The B.C. government will study any health risks posed by the province's booming gas industry.

In a written statement to the CBC, the provincial Ministry of Health said the study is to address concerns raised by the public.

"That is why we are moving forward with this human health risk assessment. The assessment will help us understand the concerns and complete an independent review to provide evidence-based recommendations that respond to those concerns."

For years, farmers and trappers living near gas wells in northeastern B.C. have complained gas leaks and flaring are making them sick.

Glenda Wager spent hours in a toxic gas cloud after a major leak in 2009. She says she's still recovering.

"I was in the gas for six hours. It killed my animals. It's killing me," she said. "[There's] pain in my chest, I can't walk and talk. I used to be very fit, not anymore. I can't train my horses — if they buck, I can't hang on. I can't breathe."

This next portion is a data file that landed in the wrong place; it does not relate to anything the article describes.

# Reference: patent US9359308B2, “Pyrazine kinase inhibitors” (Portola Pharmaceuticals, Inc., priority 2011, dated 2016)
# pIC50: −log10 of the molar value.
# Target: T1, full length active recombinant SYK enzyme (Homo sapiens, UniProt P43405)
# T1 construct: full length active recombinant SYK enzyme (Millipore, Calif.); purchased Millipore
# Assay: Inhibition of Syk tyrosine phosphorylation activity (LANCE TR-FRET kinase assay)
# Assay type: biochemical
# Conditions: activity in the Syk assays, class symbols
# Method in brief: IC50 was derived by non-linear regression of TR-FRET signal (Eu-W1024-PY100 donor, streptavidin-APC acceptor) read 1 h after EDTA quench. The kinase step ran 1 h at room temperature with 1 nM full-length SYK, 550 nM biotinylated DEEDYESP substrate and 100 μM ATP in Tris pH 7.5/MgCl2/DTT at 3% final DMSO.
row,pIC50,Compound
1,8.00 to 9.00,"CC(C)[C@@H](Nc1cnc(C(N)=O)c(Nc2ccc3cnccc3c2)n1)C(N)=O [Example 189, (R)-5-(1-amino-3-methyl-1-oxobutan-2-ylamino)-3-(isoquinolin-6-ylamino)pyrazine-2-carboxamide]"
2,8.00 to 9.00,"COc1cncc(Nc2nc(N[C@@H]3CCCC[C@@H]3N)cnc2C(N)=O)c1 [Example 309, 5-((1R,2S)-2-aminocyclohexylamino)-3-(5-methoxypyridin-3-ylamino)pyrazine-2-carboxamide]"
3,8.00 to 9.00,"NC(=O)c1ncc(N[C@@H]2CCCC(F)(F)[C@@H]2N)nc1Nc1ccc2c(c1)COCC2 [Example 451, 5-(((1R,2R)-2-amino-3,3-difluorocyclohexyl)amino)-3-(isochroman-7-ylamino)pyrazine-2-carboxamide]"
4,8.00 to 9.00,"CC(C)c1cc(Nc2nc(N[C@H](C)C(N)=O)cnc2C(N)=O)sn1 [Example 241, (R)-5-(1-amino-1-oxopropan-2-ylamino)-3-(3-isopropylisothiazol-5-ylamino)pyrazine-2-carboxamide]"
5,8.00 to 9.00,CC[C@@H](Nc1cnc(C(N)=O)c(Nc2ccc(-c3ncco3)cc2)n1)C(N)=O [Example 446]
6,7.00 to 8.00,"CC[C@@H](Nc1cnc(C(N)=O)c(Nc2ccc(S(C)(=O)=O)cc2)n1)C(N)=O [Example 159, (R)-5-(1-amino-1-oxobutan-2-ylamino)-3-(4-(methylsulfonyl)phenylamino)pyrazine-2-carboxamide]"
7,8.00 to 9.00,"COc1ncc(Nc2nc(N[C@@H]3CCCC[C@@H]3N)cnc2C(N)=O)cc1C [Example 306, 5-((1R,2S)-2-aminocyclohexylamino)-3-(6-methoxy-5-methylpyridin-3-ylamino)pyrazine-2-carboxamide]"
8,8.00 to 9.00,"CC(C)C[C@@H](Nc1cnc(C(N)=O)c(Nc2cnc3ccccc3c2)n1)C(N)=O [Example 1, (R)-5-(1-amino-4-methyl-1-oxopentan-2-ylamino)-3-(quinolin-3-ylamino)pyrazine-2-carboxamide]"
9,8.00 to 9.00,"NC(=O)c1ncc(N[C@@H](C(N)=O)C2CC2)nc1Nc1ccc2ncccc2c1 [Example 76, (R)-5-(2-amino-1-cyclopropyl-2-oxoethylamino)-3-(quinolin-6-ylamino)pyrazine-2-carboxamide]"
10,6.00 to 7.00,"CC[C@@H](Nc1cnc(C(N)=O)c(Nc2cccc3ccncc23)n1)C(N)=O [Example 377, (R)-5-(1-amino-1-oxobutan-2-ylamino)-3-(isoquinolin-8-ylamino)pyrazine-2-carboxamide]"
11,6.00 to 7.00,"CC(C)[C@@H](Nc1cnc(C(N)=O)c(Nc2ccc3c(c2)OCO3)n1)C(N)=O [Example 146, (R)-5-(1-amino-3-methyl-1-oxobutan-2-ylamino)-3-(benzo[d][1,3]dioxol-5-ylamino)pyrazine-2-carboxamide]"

Wilma Avery says her lungs were damaged when one company flared its wells and gas plant below her house during a weather inversion in March.

'We'd like to know — is it safe to live here?'  —Dr. Charl Badenhorst, medical health officer, Northern Health

"My doctor said 'I think you've breathed some noxious fumes. I had such a severe hard cough, and it goes 24/7."

Dr. Charl Badenhorst is Northern Health's medical health officer in northeastern BC. He says he's glad an assessment is being done, but wonders if it's too late.

"I think it's a good start. [But] I think it's late. I think it's going to be really difficult to do the right thing and it's going to cost a lot of money."

"What you can study is what kind of monitoring systems we should have in place and what do we do if there are red flags in certain areas. Do we have the courage to shut down certain areas [for gas development]," said Badenhorst.

"We'd like to know — is it safe to live here?"

The government is accepting bids to undertake its "Human Health Risk Assessment of BC Oil and Gas Development."

The Ministry of Health says the assessment will include stakeholder and public engagement, a scientific review and a final report to stakeholders and the public. 

With files from the CBC's Betsy Trumpener